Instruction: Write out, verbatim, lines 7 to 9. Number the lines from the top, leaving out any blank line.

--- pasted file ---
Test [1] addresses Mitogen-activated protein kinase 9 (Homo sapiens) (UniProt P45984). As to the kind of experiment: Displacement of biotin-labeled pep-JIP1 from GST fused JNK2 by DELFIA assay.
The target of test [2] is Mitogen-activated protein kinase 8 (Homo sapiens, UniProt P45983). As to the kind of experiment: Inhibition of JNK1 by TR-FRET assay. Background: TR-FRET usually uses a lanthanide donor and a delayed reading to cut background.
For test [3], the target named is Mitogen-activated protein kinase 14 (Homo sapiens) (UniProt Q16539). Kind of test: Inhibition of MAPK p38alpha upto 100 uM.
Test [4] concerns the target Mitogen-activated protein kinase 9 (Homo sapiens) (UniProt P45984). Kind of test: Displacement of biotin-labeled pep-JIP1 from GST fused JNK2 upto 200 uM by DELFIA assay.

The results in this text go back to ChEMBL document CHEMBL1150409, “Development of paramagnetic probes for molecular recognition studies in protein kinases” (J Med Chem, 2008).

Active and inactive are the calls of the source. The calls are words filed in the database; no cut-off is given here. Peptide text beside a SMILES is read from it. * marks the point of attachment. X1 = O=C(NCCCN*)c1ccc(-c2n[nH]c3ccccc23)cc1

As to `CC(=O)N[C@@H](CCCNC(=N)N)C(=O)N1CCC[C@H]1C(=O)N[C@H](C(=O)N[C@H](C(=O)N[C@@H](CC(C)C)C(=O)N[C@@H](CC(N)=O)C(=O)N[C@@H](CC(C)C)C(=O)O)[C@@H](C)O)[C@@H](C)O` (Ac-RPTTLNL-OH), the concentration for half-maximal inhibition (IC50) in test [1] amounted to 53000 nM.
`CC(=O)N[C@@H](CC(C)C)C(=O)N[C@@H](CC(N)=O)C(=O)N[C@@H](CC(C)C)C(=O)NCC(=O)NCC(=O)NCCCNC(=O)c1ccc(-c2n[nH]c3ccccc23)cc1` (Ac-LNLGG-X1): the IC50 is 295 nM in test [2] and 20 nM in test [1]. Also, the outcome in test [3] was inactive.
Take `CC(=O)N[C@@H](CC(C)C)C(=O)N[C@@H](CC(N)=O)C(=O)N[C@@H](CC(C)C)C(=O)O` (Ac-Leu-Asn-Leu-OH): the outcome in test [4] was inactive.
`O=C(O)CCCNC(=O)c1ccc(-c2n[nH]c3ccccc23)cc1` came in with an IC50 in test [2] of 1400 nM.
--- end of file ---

As to `CC(=O)N[C@@H](CCCNC(=N)N)C(=O)N1CCC[C@H]1C(=O)N[C@H](C(=O)N[C@H](C(=O)N[C@@H](CC(C)C)C(=O)N[C@@H](CC(N)=O)C(=O)N[C@@H](CC(C)C)C(=O)O)[C@@H](C)O)[C@@H](C)O` (Ac-RPTTLNL-OH), the concentration for half-maximal inhibition (IC50) in test [1] amounted to 53000 nM.
`CC(=O)N[C@@H](CC(C)C)C(=O)N[C@@H](CC(N)=O)C(=O)N[C@@H](CC(C)C)C(=O)NCC(=O)NCC(=O)NCCCNC(=O)c1ccc(-c2n[nH]c3ccccc23)cc1` (Ac-LNLGG-X1): the IC50 is 295 nM in test [2] and 20 nM in test [1]. Also, the outcome in test [3] was inactive.
Take `CC(=O)N[C@@H](CC(C)C)C(=O)N[C@@H](CC(N)=O)C(=O)N[C@@H](CC(C)C)C(=O)O` (Ac-Leu-Asn-Leu-OH): the outcome in test [4] was inactive.